Nation-wide study to find root causes of diabetes

Nation-wide study to find root causes of diabetes

The purpose of the study is to understand why obesity, diabetes, and heart disease are common in the UAE

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Ismail Sebugwaawo

Published: Sun 19 Feb 2017, 4:33 PM

Last updated: Sun 19 Feb 2017, 6:53 PM

A national-wide long-term study involving thousands of UAE nationals has been initiated in Abu Dhabi to find the root causes of diabetes and ways to protect the young generation from the disease.

New York University Abu Dhabi (NYUAD) on Sunday announced the launch of the 'UAE Healthy Future Study. It is the first of its kind. The purpose of the study is to understand why obesity, diabetes, and heart disease are common in the UAE.

Researchers are looking forward to recruiting 20,000 UAE nationals between the ages of 18-40 to take part in the study that will be conducted by experts from NYUAD in collaboration with the NYU Langone Medical Center.

Officials said the UAE Healthy Future Study will enable a range of specialised physicians and scientists to understand the root cause of some of the nation's most pressing questions on public health today.

The study will also seek to determine how the population of the UAE has come to have one of the highest rates of lifestyle diseases including obesity, diabetes and heart disease, in the world.

The International Diabetes Federation estimates that, in 2015, there were 1,086,300 people with diabetes in the UAE, compared with 803,940 in 2014.

The World Health Organisation estimates that about 34.5 per cent of Emiratis are obese and 70.6 per cent are overweight.

Experts attributed the high numbers of obesity and diabetes cases in the country to poor lifestyle including lack of exercise and unhealthy diets.

Brigadier Dr. Abdulla Al Naeemi, Head of Medical Department, Consultant Cardiologist, Zayed Military Hospital said,"The latest figures on the number of diabetics in the UAE are so shocking and that's why we have come up with this national study to find the root causes of the disease and also put in place measures that will help prevent the disease especially among the young generation.The findings of this study will help us ensure that future generations of our country lead healthy and long lives."

"This is an important initiative and one that has the potential to build a healthy future for the society."

According to Al Naeemi, despite the UAE being among the countries with the highest rates of obesity, diabetes and heart disease in the world, no studies have been done in the country or the region which could give reliable answers as to why these diseases are so common.

"Now, for the first time in the UAE, investigators from the leading universities and hospitals in the UAE have come together to find out and understand why these diseases are so common by setting up the UAE Healthy Future Study," he said.

Principal Investigator of the UAE Healthy Future Study and Director of the Public Health Research Center at NYU Abu Dhabi, Dr. Raghib Ali said: "The UAE Healthy Future Study is a medical research study which seeks to determine how the health of 20,000 UAE national men and women, currently aged 18 to 40 is affected by their lifestyle, environment and genes."

"To answer these questions reliably we need long-term studies which follow thousands of people over many years to see how their lifestyle and environment affects the risk of developing these diseases. These are called cohort studies."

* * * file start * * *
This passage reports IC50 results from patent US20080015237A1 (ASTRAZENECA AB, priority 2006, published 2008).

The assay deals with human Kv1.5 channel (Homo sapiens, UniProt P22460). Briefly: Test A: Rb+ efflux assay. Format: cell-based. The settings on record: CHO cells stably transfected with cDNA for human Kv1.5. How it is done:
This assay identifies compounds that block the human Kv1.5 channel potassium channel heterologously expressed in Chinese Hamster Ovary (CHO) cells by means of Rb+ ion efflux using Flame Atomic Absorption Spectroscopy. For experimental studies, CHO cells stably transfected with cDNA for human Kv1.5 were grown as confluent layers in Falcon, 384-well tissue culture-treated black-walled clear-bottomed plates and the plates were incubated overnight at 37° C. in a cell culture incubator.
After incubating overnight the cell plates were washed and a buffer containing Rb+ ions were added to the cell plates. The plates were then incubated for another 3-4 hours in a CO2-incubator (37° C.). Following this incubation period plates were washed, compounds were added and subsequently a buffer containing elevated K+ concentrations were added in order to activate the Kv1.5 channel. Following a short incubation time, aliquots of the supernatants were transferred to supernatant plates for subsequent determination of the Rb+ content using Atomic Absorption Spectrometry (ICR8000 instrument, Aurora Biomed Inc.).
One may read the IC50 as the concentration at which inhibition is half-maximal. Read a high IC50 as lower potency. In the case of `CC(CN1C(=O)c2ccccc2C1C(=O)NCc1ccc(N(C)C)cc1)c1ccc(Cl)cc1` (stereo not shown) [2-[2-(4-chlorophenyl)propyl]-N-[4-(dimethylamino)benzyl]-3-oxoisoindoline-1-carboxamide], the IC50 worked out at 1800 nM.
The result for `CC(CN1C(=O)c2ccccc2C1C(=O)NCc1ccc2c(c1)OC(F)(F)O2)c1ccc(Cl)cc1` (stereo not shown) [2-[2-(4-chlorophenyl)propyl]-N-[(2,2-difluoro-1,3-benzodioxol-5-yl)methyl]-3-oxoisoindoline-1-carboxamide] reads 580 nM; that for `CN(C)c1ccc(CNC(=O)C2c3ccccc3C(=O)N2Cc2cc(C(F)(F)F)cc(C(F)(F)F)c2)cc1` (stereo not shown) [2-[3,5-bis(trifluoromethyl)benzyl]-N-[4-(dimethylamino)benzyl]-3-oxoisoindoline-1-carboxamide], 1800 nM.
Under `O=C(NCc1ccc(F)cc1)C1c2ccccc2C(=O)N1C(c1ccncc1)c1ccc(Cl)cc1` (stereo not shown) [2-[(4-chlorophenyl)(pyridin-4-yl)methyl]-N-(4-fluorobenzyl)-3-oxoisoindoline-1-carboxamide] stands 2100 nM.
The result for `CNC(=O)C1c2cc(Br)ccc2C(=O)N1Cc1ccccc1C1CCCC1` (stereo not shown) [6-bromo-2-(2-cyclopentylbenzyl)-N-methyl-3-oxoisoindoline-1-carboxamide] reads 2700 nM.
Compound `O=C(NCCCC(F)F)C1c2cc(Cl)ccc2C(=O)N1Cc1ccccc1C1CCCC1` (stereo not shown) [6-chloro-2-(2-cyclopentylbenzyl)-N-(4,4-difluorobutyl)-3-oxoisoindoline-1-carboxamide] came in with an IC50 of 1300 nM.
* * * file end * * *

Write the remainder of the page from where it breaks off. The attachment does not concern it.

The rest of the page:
Ali noted that based on the potential outcomes of the national study, they will work towards finding ways to prevent these diseases in the future.
"The study is targeting the youths because we want to ensure that they don't develop the diseases when they become aged," he said. He explained that initial findings of the study will be published in 2019.

Emiratis interested in participating in the study can join by registering at the study assessment centers in Abu Dhabi (Abu Dhabi Blood Bank) and Al Ain (Al Ain Regional Blood Bank).

Once participants have agreed to come on board they will be asked to complete a questionnaire, provide body measurements and samples of blood, urine, and saliva.

Participants will then be observed over several years with follow-up online questionnaires and clinic visits in order to understand how important risk factors such as lifestyle, genes and environment are causing obesity, diabetes, and heart disease.

Although the findings of this research may not benefit the participant directly, according to authorities, the study will show how peoples' lifestyles, genes and environment affect the health of the people of the UAE and should give future generations a better chance to live a long life, free of disease and disability.

The study will also be used as a national resource for the UAE, enabling researchers and policy makers to help.


>1,086,300 people with diabetes in the UAE, compared with 803,940 in 2014, according to the International Diabetes Federation.

> World Health Organization (WHO) figures shows diabetes accounted for 3 per cent of all deaths in the UAE.

> WHO also estimates that about 34.5 per cent of Emiratis are obese and 70.6 per cent are overweight.

>3 to 4 percent of UAE people aged 18 to 40 are diabetic.

> In 2015, the cost per person in the UAE with diabetes with US$2,155.90 (Dh7,908), while in 2014, the cost per person was $1,967.40 (Dh7,209).

> In 2014, 1,335 people lost their lives to diabetes in UAE while in 2015, there were 1,384 deaths due to diabetes.

> Statistics published by the Health Authority Abu Dhabi in 2014 showed 14 per cent of pupils across the emirate's schools were overweight, while 15 per cent of them suffered from obesity.

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